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Discussion Starter · #1 ·
Basically wondering if the 2016 Beyond Refit Enterprise will be a plastic kit? Another possibility is Refit pylons and other details made in the garage kit community. I believe someone made a Refit Impulse vent after the last film.

http://i.imgur.com/NAVWplv.jpg


Please, only serious replies.

A March 2016 thread asking about the Refit Enterprise kit being in production was treated with asinine comments about how no one would buy such a POS. The poster's question was never answered, but it was ridiculed. Shameful behavior. Especially for people here.
 

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I hadn't noticed they'd swept the nacelle pylons back for this new version. Was that in the STID version as well? I like that graphic. FWIW, I've never minded the idea that the JJ Universe (now officially "the Kelvin Timeline) Enterprise is much larger than its TOS counterpart.
 

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I would wait and see what they do with the E at the end of beyond. I have a sense that, that last shot in the trailer of Kirk, Spock, and McCoy that they are looking at a new refit.
 

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IIRC they also narrowed the width of the dorsal pylon to make it appear more vulnerable during the attack scenes. The warp engines are also a bit smaller.

I think whether they release a refit version depends on two things. Did the sales of the original NuE sell well enough or exceed expectations and will it appear in the fourth film as is or will they introduce an all new ship design instead. Return on investment is important and making a partial new tool for the ST-B refit needs to have either great sales or be something people are going to want for a while. It will be a business decision having nothing to do with the merits of the design- will it sell enough to make a profit?- if not then it will be up to the aftermarket people to supply the changed parts.
 

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I think whether they release a refit version depends on two things. Did the sales of the original NuE sell well enough or exceed expectations and will it appear in the fourth film as is or will they introduce an all new ship design instead. Return on investment is important and making a partial new tool for the ST-B refit needs to have either great sales or be something people are going to want for a while.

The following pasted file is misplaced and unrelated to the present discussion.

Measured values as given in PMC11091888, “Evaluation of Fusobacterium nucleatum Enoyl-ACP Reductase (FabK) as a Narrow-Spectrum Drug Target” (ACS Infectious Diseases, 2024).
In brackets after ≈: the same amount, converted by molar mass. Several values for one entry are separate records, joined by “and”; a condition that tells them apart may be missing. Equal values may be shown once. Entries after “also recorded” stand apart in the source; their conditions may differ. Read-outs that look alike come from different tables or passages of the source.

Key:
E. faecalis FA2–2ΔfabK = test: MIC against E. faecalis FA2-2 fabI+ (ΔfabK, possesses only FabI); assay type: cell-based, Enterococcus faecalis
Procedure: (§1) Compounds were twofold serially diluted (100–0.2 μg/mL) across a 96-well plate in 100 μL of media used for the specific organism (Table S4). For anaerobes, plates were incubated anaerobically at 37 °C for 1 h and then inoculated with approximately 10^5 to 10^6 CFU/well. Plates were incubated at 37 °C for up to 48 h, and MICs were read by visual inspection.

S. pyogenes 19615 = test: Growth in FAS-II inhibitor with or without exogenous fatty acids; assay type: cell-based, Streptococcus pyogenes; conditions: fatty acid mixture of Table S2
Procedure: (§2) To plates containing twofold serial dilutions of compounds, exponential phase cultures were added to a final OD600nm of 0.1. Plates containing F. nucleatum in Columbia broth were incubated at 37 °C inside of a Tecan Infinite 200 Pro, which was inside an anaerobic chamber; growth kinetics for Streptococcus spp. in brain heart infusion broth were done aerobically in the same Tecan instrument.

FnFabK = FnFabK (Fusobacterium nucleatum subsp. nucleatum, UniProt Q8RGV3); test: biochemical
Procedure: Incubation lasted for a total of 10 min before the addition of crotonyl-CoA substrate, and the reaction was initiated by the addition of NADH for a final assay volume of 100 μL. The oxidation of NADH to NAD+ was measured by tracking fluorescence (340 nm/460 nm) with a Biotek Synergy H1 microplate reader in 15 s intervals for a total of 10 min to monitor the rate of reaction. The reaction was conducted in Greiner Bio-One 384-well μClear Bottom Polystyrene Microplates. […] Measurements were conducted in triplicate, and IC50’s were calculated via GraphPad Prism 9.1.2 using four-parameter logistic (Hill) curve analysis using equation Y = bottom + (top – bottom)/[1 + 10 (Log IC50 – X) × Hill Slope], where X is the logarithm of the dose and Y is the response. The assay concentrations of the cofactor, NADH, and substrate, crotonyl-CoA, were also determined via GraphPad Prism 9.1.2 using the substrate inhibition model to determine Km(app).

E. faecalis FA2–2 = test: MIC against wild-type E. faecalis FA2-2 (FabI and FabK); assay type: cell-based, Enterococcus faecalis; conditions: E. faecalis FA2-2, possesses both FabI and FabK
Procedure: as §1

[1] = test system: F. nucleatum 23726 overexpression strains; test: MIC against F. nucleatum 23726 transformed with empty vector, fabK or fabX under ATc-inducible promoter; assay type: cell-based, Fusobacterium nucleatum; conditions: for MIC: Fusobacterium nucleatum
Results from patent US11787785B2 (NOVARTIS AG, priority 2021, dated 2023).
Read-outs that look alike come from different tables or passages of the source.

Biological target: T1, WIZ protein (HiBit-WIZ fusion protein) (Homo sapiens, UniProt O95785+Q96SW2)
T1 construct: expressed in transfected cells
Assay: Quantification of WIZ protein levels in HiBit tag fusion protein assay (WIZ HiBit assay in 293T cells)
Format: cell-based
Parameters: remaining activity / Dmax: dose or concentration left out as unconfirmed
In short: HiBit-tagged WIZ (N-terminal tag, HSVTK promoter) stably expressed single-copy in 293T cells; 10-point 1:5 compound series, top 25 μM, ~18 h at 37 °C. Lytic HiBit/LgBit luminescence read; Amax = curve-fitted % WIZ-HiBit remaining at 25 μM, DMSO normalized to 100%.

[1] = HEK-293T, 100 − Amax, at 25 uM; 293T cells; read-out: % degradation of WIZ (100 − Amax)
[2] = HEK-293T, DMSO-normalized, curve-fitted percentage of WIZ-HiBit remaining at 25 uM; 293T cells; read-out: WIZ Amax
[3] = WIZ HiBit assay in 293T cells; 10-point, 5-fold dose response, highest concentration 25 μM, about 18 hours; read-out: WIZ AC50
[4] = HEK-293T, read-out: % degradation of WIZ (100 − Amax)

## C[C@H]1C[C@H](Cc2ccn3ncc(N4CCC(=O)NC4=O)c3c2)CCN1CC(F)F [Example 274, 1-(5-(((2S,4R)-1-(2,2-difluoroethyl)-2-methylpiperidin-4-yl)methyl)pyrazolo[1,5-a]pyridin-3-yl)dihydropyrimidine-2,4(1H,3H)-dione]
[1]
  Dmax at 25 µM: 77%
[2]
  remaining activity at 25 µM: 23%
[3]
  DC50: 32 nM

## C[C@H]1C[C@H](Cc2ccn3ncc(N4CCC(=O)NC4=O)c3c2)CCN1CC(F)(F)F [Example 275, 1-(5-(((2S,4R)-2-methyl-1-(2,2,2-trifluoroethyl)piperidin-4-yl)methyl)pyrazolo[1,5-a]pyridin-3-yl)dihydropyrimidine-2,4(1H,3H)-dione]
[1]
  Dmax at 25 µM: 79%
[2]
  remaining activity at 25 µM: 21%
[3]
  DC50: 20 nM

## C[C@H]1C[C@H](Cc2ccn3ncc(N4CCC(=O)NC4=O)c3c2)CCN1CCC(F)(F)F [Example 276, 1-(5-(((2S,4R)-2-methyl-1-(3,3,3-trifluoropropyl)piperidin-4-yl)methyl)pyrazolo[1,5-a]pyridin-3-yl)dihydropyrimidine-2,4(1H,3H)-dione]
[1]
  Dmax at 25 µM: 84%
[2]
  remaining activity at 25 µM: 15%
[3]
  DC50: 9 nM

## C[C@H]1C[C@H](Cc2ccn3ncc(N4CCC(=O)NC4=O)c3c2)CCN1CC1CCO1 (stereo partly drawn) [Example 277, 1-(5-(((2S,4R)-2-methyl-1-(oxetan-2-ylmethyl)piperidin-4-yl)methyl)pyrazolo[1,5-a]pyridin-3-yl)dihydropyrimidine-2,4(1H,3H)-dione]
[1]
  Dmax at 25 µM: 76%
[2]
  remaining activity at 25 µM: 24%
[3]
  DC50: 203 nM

More and more I think it really boils down to whether the licensee simply wants to do it. For some reason, Star Trek models are just sooooooooo hard to produce and such a gigantic, potentially company-destroying risk that companies can't possibly release new subjects unless a gun is to their heads. **cough-Round 2-cough** Yet, we somehow manage to get models from Interstellar, Fantastic Voyage and Space:1999. Was ROI factored into the decision to make the LIS Derelict? Or maybe CBS's license is simply ungodly expensive that companies make virtually nothing on Trek products. If that's the case, it falls on CBS and Paramount to loosen the spigot.
 

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IIRC they also narrowed the width of the dorsal pylon to make it appear more vulnerable during the attack scenes. The warp engines are also a bit smaller.

I think whether they release a refit version depends on two things. Did the sales of the original NuE sell well enough or exceed expectations and will it appear in the fourth film as is or will they introduce an all new ship design instead. Return on investment is important and making a partial new tool for the ST-B refit needs to have either great sales or be something people are going to want for a while. It will be a business decision having nothing to do with the merits of the design- will it sell enough to make a profit?- if not then it will be up to the aftermarket people to supply the changed parts.

What Richard said, but I'll add: